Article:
Based on historic trends, we expect our operating results to vary seasonally, with revenues typically lowest in the first quarter, higher in the second and third quarters, and lower in the fourth quarter than in the second and third quarters.  We expect the fluctuation in our revenues between our highest and lowest quarters to be approximately 10% to 13%.  This seasonality reflects the lower volume of solid waste generated during the late fall, winter and early spring because of decreased construction and demolition activities during the winter months in the U.S., and reduced E&P activity during harsh weather conditions.  Conversely, mild winter weather conditions may reduce demand for oil and natural gas, which may cause our customers to curtail their drilling programs, which could result in production of lower volumes of E&P waste.

 

Adverse winter weather conditions slow waste collection activities, resulting in higher labor and operational costs.  Greater precipitation in the winter increases the weight of collected waste, resulting in higher disposal costs, which are calculated on a per ton basis.  Certain weather conditions, including severe storms, may result in temporary suspension of our operations, which can significantly impact the operating results of the affected areas. Conversely, weather-related occurrences and other “event-driven” waste projects can boost revenues through heavier weight loads or additional work for a limited time period. These factors impact period-to-period comparisons of financial results, and our stock price may be negatively affected by these variations.

 

We may lose contracts through competitive bidding, early termination or governmental action

 

We derive a significant portion of our revenues from market areas where we have exclusive arrangements, including franchise agreements, municipal contracts and G Certificates.  Many franchise agreements and municipal contracts are for a specified term and are, or will be, subject to competitive bidding in the future.  For example, we have approximately 301 contracts, representing approximately 3.5% of our annual revenues, which are set for expiration or automatic renewal on or before December 31, 2014.  Although we intend to bid on additional municipal contracts and franchise agreements, we may not be the successful bidder.  In addition, some of our customers, including municipalities, may terminate their contracts with us before the end of the terms of those contracts.  Similar risks may affect contracts that we are awarded to operate municipally-owned assets, such as landfills. For example, see the discussion regarding the Madera County, California Materials Recovery Facility Contract Litigation under the “Legal Proceedings” section of Note 11 of our consolidated financial statements included in Item 8 of this report.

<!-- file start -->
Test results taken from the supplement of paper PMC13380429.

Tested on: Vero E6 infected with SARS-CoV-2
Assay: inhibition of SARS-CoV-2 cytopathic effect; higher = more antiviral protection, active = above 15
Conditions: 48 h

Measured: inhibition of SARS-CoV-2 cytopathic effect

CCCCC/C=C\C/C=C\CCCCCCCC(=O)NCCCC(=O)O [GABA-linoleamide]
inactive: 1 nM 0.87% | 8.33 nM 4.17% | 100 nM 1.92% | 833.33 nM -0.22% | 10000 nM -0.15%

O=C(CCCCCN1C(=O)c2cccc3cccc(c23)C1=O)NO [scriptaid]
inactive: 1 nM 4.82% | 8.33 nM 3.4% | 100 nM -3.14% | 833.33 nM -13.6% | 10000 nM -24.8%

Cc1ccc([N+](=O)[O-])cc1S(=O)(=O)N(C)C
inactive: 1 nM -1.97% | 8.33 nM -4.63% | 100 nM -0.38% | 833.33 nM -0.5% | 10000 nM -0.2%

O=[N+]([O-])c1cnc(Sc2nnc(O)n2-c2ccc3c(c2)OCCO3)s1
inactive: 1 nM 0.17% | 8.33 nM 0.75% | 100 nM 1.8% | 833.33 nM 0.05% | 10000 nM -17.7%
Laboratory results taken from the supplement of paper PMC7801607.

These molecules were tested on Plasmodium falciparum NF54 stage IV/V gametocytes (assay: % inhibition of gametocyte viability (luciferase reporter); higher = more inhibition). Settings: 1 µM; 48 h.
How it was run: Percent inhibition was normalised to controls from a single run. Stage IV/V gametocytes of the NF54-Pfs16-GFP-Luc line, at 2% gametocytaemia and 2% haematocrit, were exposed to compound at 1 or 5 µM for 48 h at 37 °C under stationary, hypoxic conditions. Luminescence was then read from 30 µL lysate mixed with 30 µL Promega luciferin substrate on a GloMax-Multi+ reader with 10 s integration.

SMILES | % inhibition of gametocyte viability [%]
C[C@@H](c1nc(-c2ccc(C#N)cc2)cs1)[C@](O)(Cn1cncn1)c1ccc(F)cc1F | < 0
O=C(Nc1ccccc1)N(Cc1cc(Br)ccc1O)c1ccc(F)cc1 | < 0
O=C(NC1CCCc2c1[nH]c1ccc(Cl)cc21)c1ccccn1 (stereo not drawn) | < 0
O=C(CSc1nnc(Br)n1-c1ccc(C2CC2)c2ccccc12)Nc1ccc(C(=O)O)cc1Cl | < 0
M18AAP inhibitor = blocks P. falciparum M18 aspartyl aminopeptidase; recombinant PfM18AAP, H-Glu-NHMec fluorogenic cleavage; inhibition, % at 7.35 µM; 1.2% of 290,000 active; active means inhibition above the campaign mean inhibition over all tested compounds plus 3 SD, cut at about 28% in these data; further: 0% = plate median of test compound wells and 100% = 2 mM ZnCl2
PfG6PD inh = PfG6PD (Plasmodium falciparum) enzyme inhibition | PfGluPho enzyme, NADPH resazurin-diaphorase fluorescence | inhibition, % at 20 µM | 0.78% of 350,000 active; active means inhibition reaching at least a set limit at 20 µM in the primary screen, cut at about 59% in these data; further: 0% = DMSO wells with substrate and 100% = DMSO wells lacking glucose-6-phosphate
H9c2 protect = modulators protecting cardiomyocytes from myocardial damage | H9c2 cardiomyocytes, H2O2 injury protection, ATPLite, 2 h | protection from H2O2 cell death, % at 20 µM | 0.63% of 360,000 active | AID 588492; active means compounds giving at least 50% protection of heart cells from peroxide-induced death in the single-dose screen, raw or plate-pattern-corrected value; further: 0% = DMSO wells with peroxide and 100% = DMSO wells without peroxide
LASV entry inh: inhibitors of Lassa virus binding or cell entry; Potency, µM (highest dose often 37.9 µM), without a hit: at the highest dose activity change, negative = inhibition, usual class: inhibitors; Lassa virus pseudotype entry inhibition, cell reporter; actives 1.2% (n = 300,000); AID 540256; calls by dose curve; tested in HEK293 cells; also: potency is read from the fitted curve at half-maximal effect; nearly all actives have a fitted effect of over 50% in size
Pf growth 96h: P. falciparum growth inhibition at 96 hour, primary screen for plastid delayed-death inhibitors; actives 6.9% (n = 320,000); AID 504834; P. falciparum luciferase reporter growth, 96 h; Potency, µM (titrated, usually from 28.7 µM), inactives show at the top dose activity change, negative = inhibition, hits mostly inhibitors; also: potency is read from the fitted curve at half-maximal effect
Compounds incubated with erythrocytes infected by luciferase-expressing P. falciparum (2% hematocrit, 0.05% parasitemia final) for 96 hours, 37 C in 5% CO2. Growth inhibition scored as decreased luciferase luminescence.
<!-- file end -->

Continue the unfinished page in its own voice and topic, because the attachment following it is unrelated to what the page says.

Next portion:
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Governmental action may also affect our exclusive arrangements.  Municipalities may annex unincorporated areas within counties where we provide collection services.  As a result, our customers in annexed areas may be required to obtain services from competitors that have been franchised by the annexing municipalities to provide those services.  In addition, municipalities in which we provide services on a competitive basis may elect to franchise those services.  Unless we are awarded franchises by these municipalities, we will lose customers.  Municipalities may also decide to provide services to their residents themselves, on an optional or mandatory basis, causing us to lose customers.  Municipalities in Washington may, by law, annex any unincorporated territory, which could remove such territory from an area covered by a G Certificate issued to us by the WUTC.  Such occurrences could subject more of our Washington operations to competitive bidding.  Moreover, legislative action could amend or repeal the laws governing WUTC regulation, which could harm our competitive position by subjecting more areas to competitive bidding and/or overlapping service.  If we are not able to replace revenues from contracts lost through competitive bidding or early termination or from the renegotiation of existing contracts with other revenues within a reasonable time period, our revenues could decline.

 

Increases in labor costs could impact our financial results